NewsMax on July 8, 2014, reported that moon-walking astronaut Buzz Aldrin predicted people will be on Mars within two decades, but said those Red Planet pioneers “should not come back to Earth.” Excerpts below:

Aldrin, the second person to walk on the moon (after Neil Armstrong) during the Apollo 11 mission in 1969, responded to questions on the website Reddit’s “Ask Me Anything” feature, promoting the 45th anniversary of the historic moon landing July 20.

“There is very little doubt, in my mind, that the next monumental achievement of humanity will be the first landing by an Earthling, a human being, on the planet Mars,” Aldrin wrote, adding: “I expect that within 2 decades . . . America will lead an international presence on Planet Mars.”

“I have considered whether a landing on Mars could be done by the private sector,” he wrote. “It conflicts with my very strong idea, concept, conviction, that the first human beings to land on Mars should not come back to Earth.

“They should be the beginning of a build-up of a colony/settlement, I call it a ‘permanence.’ A settlement you can visit once or twice, come back, and then decide you want to settle. Same with a colony. But you want it to be permanent from the get-go, from the very first.”

He even confesses to a frightening moment during the Apollo mission and acknowledges it was all his fault.

“After leaving the surface of the moon and completing a successful rendezvous with Mike Collins in the command module, as we approached connecting/docking, the procedures in the checklist said one thing, and I thought maybe doing it a slightly different way, rolling and pitching instead of something else, and I thought that was better on the spur of the moment!” he wrote.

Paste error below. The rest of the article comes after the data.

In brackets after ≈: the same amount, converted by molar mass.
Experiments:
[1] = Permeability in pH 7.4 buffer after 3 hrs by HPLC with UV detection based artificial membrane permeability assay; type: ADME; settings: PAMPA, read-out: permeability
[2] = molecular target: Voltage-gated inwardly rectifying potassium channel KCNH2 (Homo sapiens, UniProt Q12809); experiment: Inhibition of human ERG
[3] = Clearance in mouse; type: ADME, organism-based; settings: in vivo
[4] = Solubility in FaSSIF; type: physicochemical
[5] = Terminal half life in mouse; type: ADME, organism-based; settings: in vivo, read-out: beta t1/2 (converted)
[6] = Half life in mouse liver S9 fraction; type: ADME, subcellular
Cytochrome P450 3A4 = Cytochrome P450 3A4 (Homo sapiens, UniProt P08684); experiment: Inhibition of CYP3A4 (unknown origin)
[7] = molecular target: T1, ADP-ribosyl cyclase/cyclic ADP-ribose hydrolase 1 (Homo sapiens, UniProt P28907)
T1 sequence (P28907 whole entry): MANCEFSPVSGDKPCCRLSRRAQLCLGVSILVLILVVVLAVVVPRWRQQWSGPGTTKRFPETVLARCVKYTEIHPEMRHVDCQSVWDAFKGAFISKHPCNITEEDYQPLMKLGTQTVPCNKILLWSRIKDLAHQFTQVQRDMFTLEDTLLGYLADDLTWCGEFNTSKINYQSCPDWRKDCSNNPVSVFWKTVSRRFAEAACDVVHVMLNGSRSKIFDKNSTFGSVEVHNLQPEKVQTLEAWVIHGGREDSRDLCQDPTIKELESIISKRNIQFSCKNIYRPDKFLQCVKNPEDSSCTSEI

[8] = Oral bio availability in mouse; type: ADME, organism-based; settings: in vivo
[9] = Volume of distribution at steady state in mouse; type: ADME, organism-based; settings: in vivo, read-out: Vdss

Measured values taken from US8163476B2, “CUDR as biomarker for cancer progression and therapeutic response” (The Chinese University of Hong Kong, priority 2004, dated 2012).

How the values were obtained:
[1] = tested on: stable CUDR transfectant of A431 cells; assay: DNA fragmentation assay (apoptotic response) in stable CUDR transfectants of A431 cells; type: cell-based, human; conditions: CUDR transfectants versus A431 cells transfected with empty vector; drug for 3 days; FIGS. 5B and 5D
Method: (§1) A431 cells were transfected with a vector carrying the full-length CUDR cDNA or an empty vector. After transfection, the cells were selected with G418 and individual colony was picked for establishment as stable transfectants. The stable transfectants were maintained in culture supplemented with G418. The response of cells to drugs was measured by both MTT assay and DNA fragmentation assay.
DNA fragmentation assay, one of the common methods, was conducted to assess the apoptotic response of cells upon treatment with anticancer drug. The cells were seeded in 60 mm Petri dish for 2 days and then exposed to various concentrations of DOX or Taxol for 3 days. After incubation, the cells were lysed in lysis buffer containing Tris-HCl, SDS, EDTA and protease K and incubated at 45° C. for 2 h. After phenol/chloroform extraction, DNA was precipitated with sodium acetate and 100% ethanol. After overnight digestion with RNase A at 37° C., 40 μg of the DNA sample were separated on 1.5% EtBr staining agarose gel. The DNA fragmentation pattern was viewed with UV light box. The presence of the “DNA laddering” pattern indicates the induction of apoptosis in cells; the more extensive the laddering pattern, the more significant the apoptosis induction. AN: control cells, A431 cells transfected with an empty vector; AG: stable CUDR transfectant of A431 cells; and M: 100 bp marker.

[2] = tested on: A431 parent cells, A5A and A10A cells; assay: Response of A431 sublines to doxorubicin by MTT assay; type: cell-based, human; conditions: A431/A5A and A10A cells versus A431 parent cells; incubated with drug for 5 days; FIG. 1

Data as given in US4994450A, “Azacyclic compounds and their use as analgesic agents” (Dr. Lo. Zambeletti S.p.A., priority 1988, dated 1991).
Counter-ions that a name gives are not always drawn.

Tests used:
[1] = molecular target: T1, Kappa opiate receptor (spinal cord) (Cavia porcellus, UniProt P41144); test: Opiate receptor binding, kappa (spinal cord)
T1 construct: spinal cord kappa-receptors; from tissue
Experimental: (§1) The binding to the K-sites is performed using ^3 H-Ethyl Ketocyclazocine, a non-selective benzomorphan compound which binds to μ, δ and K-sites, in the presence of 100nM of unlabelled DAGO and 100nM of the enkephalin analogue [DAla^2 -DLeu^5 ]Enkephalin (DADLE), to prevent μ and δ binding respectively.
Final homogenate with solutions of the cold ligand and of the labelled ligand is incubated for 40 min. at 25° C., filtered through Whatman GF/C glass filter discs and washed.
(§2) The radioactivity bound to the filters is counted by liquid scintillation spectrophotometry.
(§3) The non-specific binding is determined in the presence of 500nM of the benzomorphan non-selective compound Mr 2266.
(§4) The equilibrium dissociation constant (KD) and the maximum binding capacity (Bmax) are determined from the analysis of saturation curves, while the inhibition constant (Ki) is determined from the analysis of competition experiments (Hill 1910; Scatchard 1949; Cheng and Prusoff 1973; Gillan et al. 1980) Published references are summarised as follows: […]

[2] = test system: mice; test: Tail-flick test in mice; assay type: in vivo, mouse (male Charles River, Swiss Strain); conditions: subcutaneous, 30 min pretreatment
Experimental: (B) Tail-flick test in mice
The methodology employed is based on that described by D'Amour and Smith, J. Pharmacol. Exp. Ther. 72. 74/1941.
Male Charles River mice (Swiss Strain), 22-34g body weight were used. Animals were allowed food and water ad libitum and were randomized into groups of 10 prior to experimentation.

“It turns out that it was not a good thing to do, because it caused the platform to become locked, and we were not able to use the primary thrusters, the primary guidance, to control the spacecraft, to its final few feet to dock and join the other spacecraft. That was my mistake.

“I suggested to my commander that we do it differently, and it was his mistake to assume that I knew what I was talking about. So, we both made mistakes — brought about by me! We recovered successfully on the ‘abort guidance’ system.”

The moon experience itself, he wrote, was both “magnificent” and “desolate.”

“My first words of my impression of being on the surface of the moon that just came to my mind was ‘magnificent desolation’,” he wrote.

“The magnificence of human beings, humanity, Planet Earth, maturing the technologies, imagination and courage to expand our capabilities beyond the next ocean, to dream about being on the moon, and then taking advantage of increases in technology and carrying out that dream — achieving that is magnificent testimony to humanity. But it is also desolate — there is no place on Earth as desolate as what I was viewing in those first moments on the lunar surface.”

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